Christmas cards are very important. It’s not just about reminding that elderly aunt in Idaho who’s not on Facebook that you’re still alive and, yes, you had ANOTHER kid. It’s also a way to show people that you love them – enough to have their addresses written down somewhere, buy actual postage stamps, and then take the time to sign all those suckers and stuff them into envelopes.
There is also a little bit of hidden judgement that comes along with Christmas cards. After all, if you don’t send a card, there’s a possibility you’ll be taken off someone’s card list next year. I mean, I wouldn’t do that, but I’ve heard of others that do.
So if you’re going to do Christmas cards this year, be sure to do them right.
Step 1 – Pick a card that fits your personality.
Some people choose a peaceful snow scene that conveys a feeling of serenity and the quietness of the season. Since I live in Texas and haven’t seen a snow covered cottage outside of Mickey’s Christmas Carol, this one always feels a little hypocritical for me. Others go with the Holy Family, which is always a lovely reminder of the reason we’re celebrating. One year my husband and I decided to be a little risqué, and we chose this option:
Strangely, we didn’t get many cards from others the next year…
However, the most common, and the one we started going with when we had kids and it was no longer weird to do so, is send a photo card that has pictures of your family and/or pets on it. This one is nice because then your aunt in Idaho doesn’t have to guess who you are by the name and address. (There’s always a chance she’ll mistake you for your sister, and then you won’t get the Christmas card credit that you’ve earned).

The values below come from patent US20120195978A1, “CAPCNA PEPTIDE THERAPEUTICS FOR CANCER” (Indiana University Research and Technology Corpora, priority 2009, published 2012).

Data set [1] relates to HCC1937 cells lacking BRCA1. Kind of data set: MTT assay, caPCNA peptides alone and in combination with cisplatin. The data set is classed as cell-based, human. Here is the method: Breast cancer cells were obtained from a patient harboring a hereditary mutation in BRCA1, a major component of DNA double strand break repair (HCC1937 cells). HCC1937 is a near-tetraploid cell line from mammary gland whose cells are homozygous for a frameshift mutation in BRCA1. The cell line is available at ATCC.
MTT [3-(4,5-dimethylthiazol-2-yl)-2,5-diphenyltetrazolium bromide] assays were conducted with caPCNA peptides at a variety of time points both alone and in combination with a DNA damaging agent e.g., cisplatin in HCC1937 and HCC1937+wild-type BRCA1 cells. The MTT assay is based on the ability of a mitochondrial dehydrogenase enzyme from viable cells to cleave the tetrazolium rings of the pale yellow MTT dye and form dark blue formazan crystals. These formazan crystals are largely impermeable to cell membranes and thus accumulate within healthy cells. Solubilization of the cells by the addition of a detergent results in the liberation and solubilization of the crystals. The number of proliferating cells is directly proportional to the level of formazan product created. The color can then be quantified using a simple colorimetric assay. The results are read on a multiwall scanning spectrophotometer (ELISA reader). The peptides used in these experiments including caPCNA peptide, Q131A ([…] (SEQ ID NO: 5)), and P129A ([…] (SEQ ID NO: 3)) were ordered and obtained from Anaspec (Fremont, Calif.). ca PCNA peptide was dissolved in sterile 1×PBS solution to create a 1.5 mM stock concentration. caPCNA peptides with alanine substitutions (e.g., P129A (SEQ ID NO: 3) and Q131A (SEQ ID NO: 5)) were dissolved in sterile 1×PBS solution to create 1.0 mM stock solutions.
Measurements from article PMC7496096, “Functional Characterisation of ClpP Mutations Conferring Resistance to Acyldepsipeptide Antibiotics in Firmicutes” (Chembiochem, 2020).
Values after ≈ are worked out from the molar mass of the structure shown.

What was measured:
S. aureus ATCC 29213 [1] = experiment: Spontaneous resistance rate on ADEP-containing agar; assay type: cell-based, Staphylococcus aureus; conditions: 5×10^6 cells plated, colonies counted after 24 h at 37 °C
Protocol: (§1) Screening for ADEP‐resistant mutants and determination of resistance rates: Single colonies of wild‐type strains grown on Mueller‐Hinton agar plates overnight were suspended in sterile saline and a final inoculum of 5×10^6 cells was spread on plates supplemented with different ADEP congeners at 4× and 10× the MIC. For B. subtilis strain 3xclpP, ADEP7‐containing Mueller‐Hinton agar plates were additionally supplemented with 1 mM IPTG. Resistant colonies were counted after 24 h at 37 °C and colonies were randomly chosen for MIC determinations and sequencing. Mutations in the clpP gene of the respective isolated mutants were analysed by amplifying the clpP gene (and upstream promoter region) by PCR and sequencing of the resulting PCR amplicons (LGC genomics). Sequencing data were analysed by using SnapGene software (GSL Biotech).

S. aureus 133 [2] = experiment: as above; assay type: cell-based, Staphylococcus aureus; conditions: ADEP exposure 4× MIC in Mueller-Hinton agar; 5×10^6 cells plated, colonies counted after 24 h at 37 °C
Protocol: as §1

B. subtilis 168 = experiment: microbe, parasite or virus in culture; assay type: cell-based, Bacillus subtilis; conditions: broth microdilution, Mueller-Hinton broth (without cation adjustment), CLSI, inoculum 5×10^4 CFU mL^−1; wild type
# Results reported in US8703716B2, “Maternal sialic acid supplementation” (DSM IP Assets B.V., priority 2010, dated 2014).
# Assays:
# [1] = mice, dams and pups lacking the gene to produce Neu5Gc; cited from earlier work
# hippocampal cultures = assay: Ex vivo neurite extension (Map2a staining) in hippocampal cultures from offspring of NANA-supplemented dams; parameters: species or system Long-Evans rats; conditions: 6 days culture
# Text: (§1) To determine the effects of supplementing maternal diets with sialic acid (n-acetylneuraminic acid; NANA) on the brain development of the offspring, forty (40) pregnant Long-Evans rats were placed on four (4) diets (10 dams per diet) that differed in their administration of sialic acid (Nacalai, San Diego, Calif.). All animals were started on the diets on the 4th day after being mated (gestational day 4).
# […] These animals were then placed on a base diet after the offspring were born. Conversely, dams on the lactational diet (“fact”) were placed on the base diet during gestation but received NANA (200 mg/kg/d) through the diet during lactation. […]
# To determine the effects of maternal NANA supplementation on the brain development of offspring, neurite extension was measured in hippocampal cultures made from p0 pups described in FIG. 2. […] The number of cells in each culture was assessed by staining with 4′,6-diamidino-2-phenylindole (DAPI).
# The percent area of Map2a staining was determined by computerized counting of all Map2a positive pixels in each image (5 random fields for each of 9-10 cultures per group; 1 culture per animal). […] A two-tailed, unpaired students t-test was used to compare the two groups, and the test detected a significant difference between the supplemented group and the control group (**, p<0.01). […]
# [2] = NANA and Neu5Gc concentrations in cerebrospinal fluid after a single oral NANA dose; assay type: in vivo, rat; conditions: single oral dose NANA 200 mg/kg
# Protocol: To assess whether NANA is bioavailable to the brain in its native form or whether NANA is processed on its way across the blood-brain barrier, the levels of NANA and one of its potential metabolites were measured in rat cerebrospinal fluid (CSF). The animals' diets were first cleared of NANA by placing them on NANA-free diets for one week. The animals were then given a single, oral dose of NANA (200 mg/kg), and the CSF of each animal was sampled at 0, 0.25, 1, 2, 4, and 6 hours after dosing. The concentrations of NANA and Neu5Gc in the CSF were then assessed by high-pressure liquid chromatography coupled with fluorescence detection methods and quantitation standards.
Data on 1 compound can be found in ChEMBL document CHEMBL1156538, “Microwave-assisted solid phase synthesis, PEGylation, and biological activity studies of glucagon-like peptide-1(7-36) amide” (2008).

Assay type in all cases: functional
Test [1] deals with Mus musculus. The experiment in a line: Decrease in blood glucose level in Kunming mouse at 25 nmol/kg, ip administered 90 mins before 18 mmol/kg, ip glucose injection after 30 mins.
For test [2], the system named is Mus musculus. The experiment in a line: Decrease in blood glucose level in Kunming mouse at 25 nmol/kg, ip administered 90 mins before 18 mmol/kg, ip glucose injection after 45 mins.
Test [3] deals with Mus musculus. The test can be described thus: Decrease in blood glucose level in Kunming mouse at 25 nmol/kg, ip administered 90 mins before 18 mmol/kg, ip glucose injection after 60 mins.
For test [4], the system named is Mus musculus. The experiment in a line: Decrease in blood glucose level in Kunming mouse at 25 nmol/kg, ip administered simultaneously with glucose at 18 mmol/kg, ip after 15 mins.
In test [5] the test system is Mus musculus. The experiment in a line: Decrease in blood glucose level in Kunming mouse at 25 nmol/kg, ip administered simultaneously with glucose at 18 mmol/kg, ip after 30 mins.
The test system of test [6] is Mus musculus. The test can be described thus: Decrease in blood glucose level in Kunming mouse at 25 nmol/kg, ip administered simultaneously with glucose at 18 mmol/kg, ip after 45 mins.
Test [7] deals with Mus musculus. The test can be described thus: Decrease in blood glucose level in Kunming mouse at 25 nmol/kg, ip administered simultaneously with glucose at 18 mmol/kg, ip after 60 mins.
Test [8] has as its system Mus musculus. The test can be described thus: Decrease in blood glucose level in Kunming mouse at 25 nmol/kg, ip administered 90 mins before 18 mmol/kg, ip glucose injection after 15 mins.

A benefit of this option is you get the added bonus of trying to get a nice picture of your kids that doesn’t have them rolling their eyes, striking a pose, or crying because you stole their pacifier and told them to say cheese. Some people pay a photographer that knows what she’s doing to take pictures that actually look good, but that’s the cheater’s way. It’s no fun if it doesn’t cause you to yell “Get your hands out of your mouth!” at least ten times.
Step 2 – Buy the stamps.
This may seem a little obvious, but I can’t tell you how many times I’ve sat down to do my Christmas cards and realized that I forgot to buy stamps. So then when I finally remember to do so, and I’m at an actual place that sells them, the only ones they have left are the Star Trek stamps.
While arguably very cool, these don’t actually convey the whole “Jesus is the Reason for the Season” sentiment. Now if the arrival date of December 28th doesn’t already give it away, everyone will know that you’re a procrastinator.
Step 3 – Get the kids involved.
One of the reasons you had kids was for the free labor, amIright?? So make them do a lot of the work. Little hands are great at stuffing envelopes, attaching address labels and sticking stamps on. If you want your cards to be even more personalized, make sure you give them a bowl full of Cheetohs as a snack before you start the work.
Step 4 – Put them in the mailbox.
Ta-da! You’re done! One more thing you can cross off your list. Nice job, you deserve some Cheetohs.